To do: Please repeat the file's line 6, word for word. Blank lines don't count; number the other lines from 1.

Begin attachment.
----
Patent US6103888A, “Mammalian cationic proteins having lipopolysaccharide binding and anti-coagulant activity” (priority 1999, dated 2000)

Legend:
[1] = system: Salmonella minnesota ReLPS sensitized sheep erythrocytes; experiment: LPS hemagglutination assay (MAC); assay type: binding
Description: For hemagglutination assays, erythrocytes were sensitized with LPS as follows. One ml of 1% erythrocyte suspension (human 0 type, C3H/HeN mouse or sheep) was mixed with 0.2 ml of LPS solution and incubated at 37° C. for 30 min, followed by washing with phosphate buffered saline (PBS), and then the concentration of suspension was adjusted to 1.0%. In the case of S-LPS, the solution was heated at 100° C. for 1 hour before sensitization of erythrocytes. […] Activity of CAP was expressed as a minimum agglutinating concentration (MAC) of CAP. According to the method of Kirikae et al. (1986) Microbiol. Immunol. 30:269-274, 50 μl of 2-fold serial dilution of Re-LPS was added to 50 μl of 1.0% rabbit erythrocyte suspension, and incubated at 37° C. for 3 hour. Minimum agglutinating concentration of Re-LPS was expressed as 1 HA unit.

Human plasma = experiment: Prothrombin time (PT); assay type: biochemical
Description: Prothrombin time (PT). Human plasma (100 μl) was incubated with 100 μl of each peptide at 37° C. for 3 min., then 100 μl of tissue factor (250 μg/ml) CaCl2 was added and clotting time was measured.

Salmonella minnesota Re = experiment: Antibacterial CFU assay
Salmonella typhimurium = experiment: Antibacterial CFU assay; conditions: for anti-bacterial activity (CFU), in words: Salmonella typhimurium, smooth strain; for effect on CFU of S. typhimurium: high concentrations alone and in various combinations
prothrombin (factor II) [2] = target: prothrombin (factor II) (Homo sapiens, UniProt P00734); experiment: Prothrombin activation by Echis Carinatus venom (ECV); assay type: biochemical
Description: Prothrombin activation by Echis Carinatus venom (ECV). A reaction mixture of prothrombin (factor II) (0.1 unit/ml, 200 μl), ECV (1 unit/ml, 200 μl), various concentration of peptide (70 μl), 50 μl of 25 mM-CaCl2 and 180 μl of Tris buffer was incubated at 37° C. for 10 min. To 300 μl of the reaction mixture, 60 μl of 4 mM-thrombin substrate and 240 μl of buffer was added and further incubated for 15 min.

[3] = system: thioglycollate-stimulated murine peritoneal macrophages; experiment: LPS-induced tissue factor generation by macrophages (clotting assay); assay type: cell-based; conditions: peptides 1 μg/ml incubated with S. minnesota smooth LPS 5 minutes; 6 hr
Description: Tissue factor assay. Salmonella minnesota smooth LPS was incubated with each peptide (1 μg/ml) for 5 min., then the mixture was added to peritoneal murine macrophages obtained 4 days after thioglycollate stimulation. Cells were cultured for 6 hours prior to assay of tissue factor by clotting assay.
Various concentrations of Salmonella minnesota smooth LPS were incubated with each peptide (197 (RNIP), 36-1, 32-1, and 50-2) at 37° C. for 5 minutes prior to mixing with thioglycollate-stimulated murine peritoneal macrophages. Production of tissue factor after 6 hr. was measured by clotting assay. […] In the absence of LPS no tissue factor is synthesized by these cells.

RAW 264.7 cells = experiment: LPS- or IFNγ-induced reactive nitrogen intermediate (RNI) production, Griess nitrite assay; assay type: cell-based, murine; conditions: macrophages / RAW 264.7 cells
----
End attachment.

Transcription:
Description: Prothrombin time (PT). Human plasma (100 μl) was incubated with 100 μl of each peptide at 37° C. for 3 min., then 100 μl of tissue factor (250 μg/ml) CaCl2 was added and clotting time was measured.